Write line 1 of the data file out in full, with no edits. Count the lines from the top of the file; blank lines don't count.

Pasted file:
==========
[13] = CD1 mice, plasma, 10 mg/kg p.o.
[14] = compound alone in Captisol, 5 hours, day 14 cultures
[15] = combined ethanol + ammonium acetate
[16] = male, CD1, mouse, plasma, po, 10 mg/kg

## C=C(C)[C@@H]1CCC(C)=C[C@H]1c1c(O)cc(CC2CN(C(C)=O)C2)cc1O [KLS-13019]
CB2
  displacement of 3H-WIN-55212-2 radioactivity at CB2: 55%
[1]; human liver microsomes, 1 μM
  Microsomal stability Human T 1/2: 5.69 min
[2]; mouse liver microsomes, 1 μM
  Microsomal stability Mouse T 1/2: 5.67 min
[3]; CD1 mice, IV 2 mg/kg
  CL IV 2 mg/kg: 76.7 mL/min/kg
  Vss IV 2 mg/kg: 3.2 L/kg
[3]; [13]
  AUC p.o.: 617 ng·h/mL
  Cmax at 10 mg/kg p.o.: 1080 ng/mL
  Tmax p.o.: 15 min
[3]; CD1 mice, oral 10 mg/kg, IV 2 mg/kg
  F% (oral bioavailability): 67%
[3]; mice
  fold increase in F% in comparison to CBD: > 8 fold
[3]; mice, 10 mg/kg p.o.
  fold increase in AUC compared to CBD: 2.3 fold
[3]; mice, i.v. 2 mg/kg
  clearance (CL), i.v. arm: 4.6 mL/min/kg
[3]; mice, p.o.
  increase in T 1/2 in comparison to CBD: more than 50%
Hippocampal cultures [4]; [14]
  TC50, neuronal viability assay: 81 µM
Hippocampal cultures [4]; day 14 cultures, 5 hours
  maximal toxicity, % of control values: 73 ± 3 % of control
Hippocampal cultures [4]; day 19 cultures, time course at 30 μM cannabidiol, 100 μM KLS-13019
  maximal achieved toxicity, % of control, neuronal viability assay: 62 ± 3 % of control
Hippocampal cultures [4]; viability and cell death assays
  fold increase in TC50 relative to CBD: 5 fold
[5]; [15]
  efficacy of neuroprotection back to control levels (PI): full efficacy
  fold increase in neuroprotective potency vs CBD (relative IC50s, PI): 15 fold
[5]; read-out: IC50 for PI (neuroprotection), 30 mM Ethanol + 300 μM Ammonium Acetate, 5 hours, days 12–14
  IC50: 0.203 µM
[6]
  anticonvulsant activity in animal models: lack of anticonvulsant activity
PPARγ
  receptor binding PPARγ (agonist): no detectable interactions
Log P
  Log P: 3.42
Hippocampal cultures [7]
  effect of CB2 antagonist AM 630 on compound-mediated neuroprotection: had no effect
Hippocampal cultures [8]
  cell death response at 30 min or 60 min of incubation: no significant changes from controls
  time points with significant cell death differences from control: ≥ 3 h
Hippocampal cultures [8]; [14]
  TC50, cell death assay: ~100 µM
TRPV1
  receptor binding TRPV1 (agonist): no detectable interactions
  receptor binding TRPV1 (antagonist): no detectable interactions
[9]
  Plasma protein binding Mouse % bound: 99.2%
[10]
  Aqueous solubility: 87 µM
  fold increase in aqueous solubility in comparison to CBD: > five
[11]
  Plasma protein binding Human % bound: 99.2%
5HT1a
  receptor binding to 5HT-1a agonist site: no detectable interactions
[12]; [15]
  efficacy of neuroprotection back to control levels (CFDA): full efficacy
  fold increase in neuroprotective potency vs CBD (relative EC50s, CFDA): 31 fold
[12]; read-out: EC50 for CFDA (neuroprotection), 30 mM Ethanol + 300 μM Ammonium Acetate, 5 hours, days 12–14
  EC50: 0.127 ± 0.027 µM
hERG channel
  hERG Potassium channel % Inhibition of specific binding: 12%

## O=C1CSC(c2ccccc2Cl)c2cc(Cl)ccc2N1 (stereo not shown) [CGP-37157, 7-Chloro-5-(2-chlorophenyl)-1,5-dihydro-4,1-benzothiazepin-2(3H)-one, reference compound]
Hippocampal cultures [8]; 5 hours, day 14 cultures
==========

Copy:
[13] = CD1 mice, plasma, 10 mg/kg p.o.